The community of Borei Keila is a microcosm of a trend that has been happening throughout Cambodia since before I arrived, and is likely to continue long after I have left. The images that appear throughout this article were all taken in Borei Keila over a period of several months, and were the last serious subject matter I documented for any length of time before leaving the country. The process of making these photographs, therefore, greatly influenced my final impressions of a country I called home for three years.

A couple watch over their three grandchildren. The children were left in their care when the children's mother developed a drug addiction and left Phnom Penh. The community of Borei Keila in Phnom Penh was once home to hundreds of families before land developer Phanimex bought the property rights to the area and forcefully evicted the residents who refused to accept their compensation package. Those who remained were forced to squat in the remains of the buildings, living in slum-like conditions and without access to plumbing or public electiricity.

A couple watch over their three grandchildren. The children were left in their care when the children’s mother developed a drug addiction and left Phnom Penh.

In 2003, the property development conglomerate Phanimex was awarded development rights to the area and promptly evicted the hundreds of families who lived there. While some were provided with new housing, many hundreds more were offered no compensation and were forced to remain in the site, living in squalid slums without basic infrastructure, such as plumbing. Waste removal services were unreliable, and over time a two meter tall mound of festering garbage rose behind the squatter shacks, bringing thick swarms of flies.

More than 10 years later in January of 2016, the issue was supposedly resolved and a formal ceremony was held in Borei Keila, replete with representatives from City Hall. Yet the final “resolution” (either a new apartment, a small plot of land in the countryside, or a cash payment for remaining Borei Keila residents), beyond being offered more than a decade too late, still neglected to offer anything 35 families. What will happen to these people I have no idea. Based on the past, it seems unlikely that either the government or Phanimex does either.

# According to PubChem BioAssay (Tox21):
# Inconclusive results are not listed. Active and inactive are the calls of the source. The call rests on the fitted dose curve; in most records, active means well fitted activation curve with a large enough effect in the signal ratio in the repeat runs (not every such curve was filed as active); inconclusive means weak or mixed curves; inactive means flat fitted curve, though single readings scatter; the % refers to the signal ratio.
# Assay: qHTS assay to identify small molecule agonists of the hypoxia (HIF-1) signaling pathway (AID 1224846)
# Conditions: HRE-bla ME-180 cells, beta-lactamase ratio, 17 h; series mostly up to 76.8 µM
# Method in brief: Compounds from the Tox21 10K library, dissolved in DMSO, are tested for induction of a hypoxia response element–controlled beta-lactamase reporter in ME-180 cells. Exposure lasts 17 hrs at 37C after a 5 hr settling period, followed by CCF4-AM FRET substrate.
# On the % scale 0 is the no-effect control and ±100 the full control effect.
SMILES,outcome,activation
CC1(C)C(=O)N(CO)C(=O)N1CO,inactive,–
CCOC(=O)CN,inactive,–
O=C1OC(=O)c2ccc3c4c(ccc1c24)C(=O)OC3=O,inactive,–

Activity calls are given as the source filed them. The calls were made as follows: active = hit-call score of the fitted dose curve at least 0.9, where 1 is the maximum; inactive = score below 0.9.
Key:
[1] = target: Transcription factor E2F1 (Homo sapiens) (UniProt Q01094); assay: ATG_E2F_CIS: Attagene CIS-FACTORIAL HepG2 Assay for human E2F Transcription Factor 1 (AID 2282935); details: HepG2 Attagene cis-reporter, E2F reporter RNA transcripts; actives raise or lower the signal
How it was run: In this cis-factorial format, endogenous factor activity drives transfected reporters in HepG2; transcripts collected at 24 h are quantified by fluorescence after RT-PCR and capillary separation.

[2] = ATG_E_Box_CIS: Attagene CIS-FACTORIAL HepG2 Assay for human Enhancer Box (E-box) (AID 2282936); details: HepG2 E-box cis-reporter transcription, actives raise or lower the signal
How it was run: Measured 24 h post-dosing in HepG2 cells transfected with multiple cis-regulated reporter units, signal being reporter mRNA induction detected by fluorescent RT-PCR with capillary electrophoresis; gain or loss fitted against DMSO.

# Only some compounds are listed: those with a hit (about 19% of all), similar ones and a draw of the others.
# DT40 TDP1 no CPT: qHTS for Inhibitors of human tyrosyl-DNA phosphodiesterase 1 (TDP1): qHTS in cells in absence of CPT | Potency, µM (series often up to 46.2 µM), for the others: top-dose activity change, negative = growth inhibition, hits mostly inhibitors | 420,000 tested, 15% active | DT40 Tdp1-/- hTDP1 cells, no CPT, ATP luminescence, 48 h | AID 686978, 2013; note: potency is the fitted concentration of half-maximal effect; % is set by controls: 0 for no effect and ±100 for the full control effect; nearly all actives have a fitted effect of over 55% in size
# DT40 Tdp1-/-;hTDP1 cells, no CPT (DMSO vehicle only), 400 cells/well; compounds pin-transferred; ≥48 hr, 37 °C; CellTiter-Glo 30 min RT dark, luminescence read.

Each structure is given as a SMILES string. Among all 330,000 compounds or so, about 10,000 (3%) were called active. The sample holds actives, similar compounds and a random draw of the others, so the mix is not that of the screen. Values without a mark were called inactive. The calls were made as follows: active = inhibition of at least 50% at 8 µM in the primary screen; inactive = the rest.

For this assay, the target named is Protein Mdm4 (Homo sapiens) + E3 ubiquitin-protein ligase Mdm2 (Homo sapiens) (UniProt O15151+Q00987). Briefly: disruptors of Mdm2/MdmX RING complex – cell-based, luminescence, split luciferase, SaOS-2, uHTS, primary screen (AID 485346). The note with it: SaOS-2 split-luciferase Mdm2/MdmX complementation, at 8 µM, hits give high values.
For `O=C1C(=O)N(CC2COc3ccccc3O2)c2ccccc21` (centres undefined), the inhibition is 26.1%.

One is left with the distinct impression that no one in a position of power cares what happens.

A man tends to his flock of chickens which he keeps inside an abandoned apartment unit in Borei Keila. The community of Borei Keila in Phnom Penh was once home to hundreds of families before land developer Phanimex bought the property rights to the area and forcefully evicted the residents who refused to accept their compensation package. Those who remained were forced to squat in the remains of the buildings, living in slum-like conditions and without access to plumbing or public electiricity.

A man tends to his flock of chickens which he keeps inside an abandoned apartment unit in Borei Keila.

In the climate of mega-tycoons and oligarchs that has taken nearly complete control of the power mechanisms of Cambodia, it is extremely unlikely that anyone will be held accountable for the consequences of such neglect. These are the “distressing levels of impunity” that Fuller refers to, and they have come to define both the Kingdom as well as much of the wider region.

As I leave Cambodia for Latin America I am acutely aware of how much I benefitted from my time in the country, both personally and professionally, which in turn makes me conscious of how few of the same benefits are available to the average Cambodian.

There are, it should be said, noteworthy examples of an emerging young middle class who are thriving despite the challenges they face. My good friend and colleague Kimlong Meng, for example, who has built himself a thriving local media empire on the back of his own hard work and creativity. A team of five under-30 independent Khmer entrepreneurs founded Brown, a chain of modern cafes that have come to dominate Phnom Penh’s coffee culture. There are others.

A family lays on the floor of their home as they check their cell phones.The community of Borei Keila in Phnom Penh was once home to hundreds of families before land developer Phanimex bought the property rights to the area and forcefully evicted the residents who refused to accept their compensation package. Those who remained were forced to squat in the remains of the buildings, living in slum-like conditions and without access to plumbing or public electiricity.

A family lays on the floor of their home as they check their cell phones.

Yet as I sat on the tarmac waiting for my flight to take me out of Cambodia, I couldn’t shake the feeling that for most Cambodians things were going to get harder. It brings no pleasure to project negativity onto a people and culture that is so deserving of prosperity, and I sincerely wish the best for the country that treated me with such incredible kindness. But until some significant changes take place at the highest levels, I can’t help but fear that more Borei Keilas will be created by the decisions of those with impunity.